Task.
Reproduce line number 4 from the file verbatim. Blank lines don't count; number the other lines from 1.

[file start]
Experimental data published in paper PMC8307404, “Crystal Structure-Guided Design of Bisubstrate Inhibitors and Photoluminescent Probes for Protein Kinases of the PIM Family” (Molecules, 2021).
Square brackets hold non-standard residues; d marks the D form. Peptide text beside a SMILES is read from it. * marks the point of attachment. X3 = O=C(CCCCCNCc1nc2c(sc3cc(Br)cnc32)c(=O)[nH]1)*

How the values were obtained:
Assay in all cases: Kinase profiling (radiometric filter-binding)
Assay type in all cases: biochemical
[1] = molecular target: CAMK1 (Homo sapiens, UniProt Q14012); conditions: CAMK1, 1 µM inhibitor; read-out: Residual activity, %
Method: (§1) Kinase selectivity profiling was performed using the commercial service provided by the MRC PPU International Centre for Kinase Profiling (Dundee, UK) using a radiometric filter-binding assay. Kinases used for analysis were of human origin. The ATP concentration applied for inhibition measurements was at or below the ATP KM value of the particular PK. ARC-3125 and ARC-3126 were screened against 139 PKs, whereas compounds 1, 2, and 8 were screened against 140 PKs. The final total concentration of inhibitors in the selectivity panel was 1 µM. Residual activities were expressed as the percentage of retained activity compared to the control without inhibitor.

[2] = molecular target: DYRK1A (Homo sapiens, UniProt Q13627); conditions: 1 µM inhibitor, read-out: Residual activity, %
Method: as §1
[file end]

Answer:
Assay in all cases: Kinase profiling (radiometric filter-binding)